But for all the wild-eyed wackiness of Meltzerís wickedly funny worldview, heís most affecting when he focuses on the personal. Although in "Autumn Rhythm" he writes that "Jim Carroll beat me to ĎPeople Who Died,í so I wonít even list all my friends who are dead," two of the bookís richest moments are brief takes on erstwhile fellow travelers whoíve since traveled beyond. In "Dust," he thinks back on ex-galfriend Helen Wheels, the leather-clad heavy-metal spitfire who died during an operation. Thereís no wailing and gnashing of teeth, just a sort of bemused, carnally candid meditation on "the first woman Iíve fucked to end up dead." And in the brutally beautiful poem "Goodbye Pork Pie Cravat," he simultaneously eulogizes his friend Lester Bangs and punctures the penumbra of saintliness that shimmers these days around the revered rock writer who once called Meltzer "the only rock critic I was influenced by."

Two essays (one revisiting an ickily Oedipal decades-old poem) show Meltzer at his most nakedly forthcoming. Writing about his parents, he limns his fraught relationships with them both, making furtive stabs at his own complicity therein. In the "The Old Fuckeroo," he waxes ambivalent about his late father, a "sentimental slob, a í40s romantic in desperate need of a compliant LOVE OBJECT, [who] inflicted his ardor on me in direct proportion to what he wasnít getting from his wife." In "Middle Beginning End," he offers a surprisingly tender account of his ambiguous rapport with his fast-fading mother. Weaving revivified childhood memories and transcripts of conversations with a woman who recognizes Pat Sajak and Alex Trebek more readily than her son, itís Autumn Rhythmís most recent piece, and Meltzerís most touching work. It succeeds because among comedic interludes like a shuddering backward glance at momís God-awful cooking ó "slime-baked frozen mackerel" and grilled-cheese Saltines soaked in sputtering oil ("Great moments in killing your kids!") ó he hides quiet epiphanies. "[W]hen the wits are gone and the glue (qua glue) is gone, well, itís just about people, with all their relational baggage, decades apart in age, galaxies apart in experience, relating to each other as, well, people," he writes. "Nothing is ever neutral or symmetrical or anything like reciprocal ó everyoneís baggage is immense, and too immensely complicated ó but maybe if youíre fortunate you can wing a sort of neutral non-neutrality ... a less baggaged baggagedness."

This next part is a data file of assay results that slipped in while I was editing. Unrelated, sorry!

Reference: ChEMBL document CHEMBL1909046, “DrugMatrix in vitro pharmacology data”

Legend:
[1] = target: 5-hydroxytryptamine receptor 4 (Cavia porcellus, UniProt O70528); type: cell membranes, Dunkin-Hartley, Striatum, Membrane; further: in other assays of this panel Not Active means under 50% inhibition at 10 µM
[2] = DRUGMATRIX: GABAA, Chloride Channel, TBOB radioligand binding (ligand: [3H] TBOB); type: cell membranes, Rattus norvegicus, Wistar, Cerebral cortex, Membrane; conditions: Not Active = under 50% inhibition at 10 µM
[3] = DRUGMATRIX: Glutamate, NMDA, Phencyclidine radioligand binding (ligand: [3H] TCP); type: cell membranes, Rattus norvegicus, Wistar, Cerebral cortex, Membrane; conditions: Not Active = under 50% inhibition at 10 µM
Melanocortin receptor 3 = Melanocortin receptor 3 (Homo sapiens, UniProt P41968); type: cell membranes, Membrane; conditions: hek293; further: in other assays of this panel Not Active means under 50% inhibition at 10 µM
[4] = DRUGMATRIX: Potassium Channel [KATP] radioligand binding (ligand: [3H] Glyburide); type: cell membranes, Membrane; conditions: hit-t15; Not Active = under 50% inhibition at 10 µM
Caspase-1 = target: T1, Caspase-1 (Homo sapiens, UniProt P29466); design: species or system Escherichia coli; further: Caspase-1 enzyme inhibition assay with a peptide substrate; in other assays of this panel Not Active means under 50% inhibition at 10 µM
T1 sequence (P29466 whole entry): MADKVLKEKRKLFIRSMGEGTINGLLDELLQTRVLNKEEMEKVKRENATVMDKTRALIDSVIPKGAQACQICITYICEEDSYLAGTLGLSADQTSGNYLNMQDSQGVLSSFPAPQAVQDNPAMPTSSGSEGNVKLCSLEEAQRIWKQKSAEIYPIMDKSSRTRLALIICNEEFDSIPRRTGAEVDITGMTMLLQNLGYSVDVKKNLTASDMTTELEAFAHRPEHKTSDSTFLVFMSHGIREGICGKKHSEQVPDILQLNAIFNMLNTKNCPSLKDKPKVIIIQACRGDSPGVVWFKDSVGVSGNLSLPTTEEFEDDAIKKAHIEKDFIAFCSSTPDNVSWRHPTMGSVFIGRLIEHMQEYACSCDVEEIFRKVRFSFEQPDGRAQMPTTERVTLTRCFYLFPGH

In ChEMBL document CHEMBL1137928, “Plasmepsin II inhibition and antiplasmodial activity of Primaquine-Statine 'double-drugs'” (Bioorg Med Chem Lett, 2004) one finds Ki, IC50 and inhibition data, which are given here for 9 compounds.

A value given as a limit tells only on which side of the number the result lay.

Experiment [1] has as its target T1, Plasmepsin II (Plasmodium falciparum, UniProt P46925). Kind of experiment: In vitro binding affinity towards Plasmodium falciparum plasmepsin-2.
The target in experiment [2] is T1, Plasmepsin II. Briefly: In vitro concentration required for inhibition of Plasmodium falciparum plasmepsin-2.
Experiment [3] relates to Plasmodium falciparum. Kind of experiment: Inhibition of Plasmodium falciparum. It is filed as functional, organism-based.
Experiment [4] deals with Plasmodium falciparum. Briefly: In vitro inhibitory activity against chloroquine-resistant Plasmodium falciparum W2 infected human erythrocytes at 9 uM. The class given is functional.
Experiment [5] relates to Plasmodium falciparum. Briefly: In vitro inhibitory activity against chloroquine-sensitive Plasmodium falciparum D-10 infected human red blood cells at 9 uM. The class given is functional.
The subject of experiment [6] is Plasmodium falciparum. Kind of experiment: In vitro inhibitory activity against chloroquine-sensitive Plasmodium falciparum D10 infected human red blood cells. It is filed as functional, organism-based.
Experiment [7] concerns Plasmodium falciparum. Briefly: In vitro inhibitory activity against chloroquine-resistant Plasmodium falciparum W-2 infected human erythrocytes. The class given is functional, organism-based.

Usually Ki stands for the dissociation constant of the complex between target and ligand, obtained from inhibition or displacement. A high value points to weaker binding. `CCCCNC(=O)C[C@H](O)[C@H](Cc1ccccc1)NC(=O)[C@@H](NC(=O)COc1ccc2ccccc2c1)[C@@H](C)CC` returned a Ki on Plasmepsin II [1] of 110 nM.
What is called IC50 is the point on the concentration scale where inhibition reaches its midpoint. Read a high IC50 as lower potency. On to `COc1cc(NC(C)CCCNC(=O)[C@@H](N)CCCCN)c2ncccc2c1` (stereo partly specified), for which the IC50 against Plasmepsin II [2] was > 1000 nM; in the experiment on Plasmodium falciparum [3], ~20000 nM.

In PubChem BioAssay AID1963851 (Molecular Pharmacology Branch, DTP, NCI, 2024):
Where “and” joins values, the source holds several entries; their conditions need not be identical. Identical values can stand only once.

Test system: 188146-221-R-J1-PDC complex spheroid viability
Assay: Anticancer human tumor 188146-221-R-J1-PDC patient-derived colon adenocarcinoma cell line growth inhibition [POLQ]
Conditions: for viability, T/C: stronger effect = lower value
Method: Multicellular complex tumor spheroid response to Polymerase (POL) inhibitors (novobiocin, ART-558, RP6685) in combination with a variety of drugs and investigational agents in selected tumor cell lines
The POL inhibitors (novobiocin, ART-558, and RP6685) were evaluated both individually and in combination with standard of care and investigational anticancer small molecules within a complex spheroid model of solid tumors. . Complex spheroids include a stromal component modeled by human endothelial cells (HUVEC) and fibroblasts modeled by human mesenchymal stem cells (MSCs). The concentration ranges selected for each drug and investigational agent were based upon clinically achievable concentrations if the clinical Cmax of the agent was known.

Meltzer claims heís changed more (for the better) in the autumn of his years than he ever did in the spring or summer, even if "ten years ago, I looked like Robert De Niro, the young Robert De Niro. I now look like Ulysses S. Grant." And as he weighs the exigencies of his waning years ("I should probably take acid at least one more time"), he also looks back on his legacy and gauges what he can churn out in the time he has left. At the rate he writes, Meltzer reckons, heís got a good three or four books left in him. In the meantime, this "genírous helping of smut, rant, provocative grocery lists, reviews of wrestling and lubricated condoms, bon mots, [and] lively filler" should hold us over.

Mike Miliard can be reached at mmiliard[a]

Issue Date: September 19 - 25, 2003